A key aim of ECO-FCE was to try to identify gut-related factors common to animals with either high or low feed use efficiency, however it was recognised that these could vary with environment. For pigs, a standard protocol using common terminal sire genetics was adopted across research facilities in Austria, the Republic of Ireland and Northern Ireland. Gut structure and microbiota profiles were assessed for pigs with divergent feed use efficiency (as measured by residual feed intake (RFI)) across the sites. It was found that intestinal microbiota richness and diversity were affected by European site, but not by residual feed intake (RFI). Within each European site, compositional differences were observed within the faecal, ileal and caecal microbiota between high and low RFI pigs, mostly for low relative abundance taxa. However, despite the use of common protocols and genetics at each site, few of these RFI-associated differences were common across sites. As such, the identification of reliable intestinal microbiota-associated biomarkers for FE that might be applicable across a range of rearing environments is difficult. However, some were common and future research to determine the relative importance and functionality of the feed-efficiency associated taxa that were found to be common across European sites (Mucispirillum from Deferribacteres, Lentisphaerae, Methanobrevibacter from Euryarchaeota, RF16 family, Ruminococcaceae and Cyanobacteria) would be valuable.

Scientists in Austria conducted some detailed work using Ussing chambers to identify differences in small intestinal function in pigs of low and high residual feed intake. They found increased mucosal permeability in the jejunum and suggested that it contributed to improved nutrient utilisation in pigs of low residual feed intake. Diverging expression of genes related to microbe-host interaction was also found which indicated that microbial stimuli in the jejunum may in part explain differences in residual feed intake in finishing pigs.

A similar exercise was undertaken with chickens that were reared in Austria and Northern Ireland. In this work, clearly distinguishable RFI-related gut bacterial profiles and predicted metabolic functions could be established at the two rearing locations. However, location-specific effects made it difficult to clearly assign specific bacterial taxa and metabolic functions to chicken RFI. Overall, despite similar residual feed intake (RFI) values at each location, the location influenced the RFI-related bacterial profiles in ileal and caecal digesta and in faeces. However it was concluded that despite this variation, the different profiles supported the fact that the gut microbiota contributed to the chicken’s RFI. With regard to gut structure within the chicken populations, it was concluded that diverging energy needs for first pass nutrition, together with increased gut permeability and differential activation of the mucosal immune response in the jejunum, may in part have explained RFI differences.

Further holistic analysis

Holistic transcriptomics analysis was also conducted on gut tissues for pigs and chickens in the above studies. In broiler chickens 172, 120 and 81 differentially expressed genes in the duodenum, jejunum and ileum, respectively, between residual feed intake (RFI) selected birds were found. For liver, leg and breast muscle, 159, 186, and 54 differentially expressed genes were identified. Thus, the transcriptomic analyses highlighted the specialisation of most feed efficiency -related tissues/organs, but, nevertheless, showed that they are also multi-functional affecting an array of distinct biological processes. Specifically, enriched molecular pathways for gut samples were related to growth, immune function, glucose uptake, transport, and lipid metabolism. At the level of metabolic and posterior responsive tissues, transcriptional analyses revealed the enrichment of molecular themes of lipid metabolism reflecting known phenotypic associations between feed efficiency and the muscle-fat ratio. Transcriptome profiling employing the microarray approach in pigs revealed the highest number of differentially expressed genes (DEG) between low and high RFI groups for liver (803 DEGs) followed by jejunum (86 DEGs), hypothalamus (78 DEGs), and duodenum (62 DEGs). Consequently, the results showed the hierarchical make-up of feed use efficiency, with slight transcriptional changes in the hypothalamus which were cascaded and amplified in the body resulting in considerable alterations in metabolic tissues like liver. Moreover, the results emphasised that the examined parts of the small intestine are highly specialised in their functions related to digestion, absorption, and as an intestinal barrier.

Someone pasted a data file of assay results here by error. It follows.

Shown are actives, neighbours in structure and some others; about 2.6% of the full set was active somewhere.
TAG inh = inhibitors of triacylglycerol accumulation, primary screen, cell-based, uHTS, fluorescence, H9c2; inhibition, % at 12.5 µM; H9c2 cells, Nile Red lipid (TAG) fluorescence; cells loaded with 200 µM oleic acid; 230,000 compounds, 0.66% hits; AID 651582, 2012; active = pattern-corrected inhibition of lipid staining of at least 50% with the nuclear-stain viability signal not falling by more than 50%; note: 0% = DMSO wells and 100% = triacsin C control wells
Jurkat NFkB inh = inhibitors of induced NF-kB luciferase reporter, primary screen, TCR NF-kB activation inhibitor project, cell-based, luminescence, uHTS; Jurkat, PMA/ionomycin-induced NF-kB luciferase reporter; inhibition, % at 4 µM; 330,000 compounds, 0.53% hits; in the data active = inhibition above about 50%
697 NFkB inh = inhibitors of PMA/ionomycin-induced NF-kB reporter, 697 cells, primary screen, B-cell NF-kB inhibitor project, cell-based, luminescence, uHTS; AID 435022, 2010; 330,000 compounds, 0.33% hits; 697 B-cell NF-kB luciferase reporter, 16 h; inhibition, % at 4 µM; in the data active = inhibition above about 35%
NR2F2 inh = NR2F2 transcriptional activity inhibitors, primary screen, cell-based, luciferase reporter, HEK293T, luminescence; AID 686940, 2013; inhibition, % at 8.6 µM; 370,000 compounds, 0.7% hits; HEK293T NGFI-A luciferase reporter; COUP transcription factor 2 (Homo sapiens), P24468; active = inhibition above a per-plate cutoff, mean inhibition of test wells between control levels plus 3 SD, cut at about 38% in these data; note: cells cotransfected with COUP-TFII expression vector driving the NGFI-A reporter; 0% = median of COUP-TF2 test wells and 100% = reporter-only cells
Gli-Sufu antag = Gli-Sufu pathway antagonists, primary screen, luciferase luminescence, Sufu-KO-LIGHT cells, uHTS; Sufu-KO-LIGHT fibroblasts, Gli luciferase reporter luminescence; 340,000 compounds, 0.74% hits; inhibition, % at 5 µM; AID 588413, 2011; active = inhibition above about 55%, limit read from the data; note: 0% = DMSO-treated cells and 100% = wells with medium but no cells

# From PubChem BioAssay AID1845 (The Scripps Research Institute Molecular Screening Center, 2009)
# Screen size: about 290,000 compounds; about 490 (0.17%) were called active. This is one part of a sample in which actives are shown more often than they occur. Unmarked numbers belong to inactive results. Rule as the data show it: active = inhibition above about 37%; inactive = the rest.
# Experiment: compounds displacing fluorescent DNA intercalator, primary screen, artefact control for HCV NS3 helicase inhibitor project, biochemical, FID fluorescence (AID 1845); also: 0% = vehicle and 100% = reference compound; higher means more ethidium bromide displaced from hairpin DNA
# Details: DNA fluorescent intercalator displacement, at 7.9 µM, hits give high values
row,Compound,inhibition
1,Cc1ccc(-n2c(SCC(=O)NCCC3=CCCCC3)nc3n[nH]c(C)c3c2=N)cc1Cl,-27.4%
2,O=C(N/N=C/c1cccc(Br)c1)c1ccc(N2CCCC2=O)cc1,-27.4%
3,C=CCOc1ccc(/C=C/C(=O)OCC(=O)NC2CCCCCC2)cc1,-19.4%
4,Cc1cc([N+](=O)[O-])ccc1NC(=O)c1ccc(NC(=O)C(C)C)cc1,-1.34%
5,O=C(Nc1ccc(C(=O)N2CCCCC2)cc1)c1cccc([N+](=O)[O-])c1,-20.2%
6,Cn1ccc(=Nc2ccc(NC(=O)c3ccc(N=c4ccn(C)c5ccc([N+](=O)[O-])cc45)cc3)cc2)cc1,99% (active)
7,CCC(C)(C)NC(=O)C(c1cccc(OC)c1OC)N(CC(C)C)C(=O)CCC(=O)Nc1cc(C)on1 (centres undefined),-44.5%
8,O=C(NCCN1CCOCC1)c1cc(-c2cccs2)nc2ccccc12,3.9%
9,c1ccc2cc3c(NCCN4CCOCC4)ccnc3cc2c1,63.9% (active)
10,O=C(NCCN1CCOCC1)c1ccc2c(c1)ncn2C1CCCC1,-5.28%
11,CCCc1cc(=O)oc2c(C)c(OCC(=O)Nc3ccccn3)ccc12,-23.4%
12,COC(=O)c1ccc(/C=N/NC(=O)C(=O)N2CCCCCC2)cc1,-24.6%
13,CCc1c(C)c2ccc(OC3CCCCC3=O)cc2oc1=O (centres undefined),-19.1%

Genetic modelling

ECO-FCE scientists also undertook a number of modelling exercises to design better breeding strategies for pigs and chickens. Firstly, a novel Bayesian response to selection methodology comparing feed conversion ratio (FCR) with RFI as two key feed efficiency metrics was conducted. The Bayesian prediction of breeding values for both phenotypic and genetic RFI, together with a Bayesian estimate of breeding values for FCR, was derived, as was a Bayesian estimate of direct and correlated response to selection on either RFI or FCR. The results found that selection for FCR resulted in disproportional selection on production traits. Genetically defined residual feed intake (RFI_g) allows: (1) selection on the proportion of feed intake that is independent of production; and (2) easier and better selection index weights for the traits in the breeding programs. It was concluded that selection for improved feed efficiency is likely best achieved through joint selection on RFI_g and production traits.

A second modelling approach examined the use of integrative genomic models. Here, the genomic feature model (GFBLUP) that was developed using data gathered from the ECO-FCE project had greater predictive ability than the standard GBLUP model, provided that enough causal variants were included in the genomic feature to explain at least 10% of the genomic variance, and there was minimal dilution by non-causal markers.

The findings presented in this article are summarised from the proceedings of a one-day ECO-FCE symposium at the EAAP conference in Belfast in 2016. The booklet from this symposium, which provides additional details on the research findings and on the scientists involved, is available on the ECO-FCE website (www.eco-fce.eu).

Authors: Dr Elizabeth Magowan, Agri-Food and Biosciences Institute, Northern Ireland and Dr Niamh O’Connell, Institute for Global Food Security, Queen’s University Belfast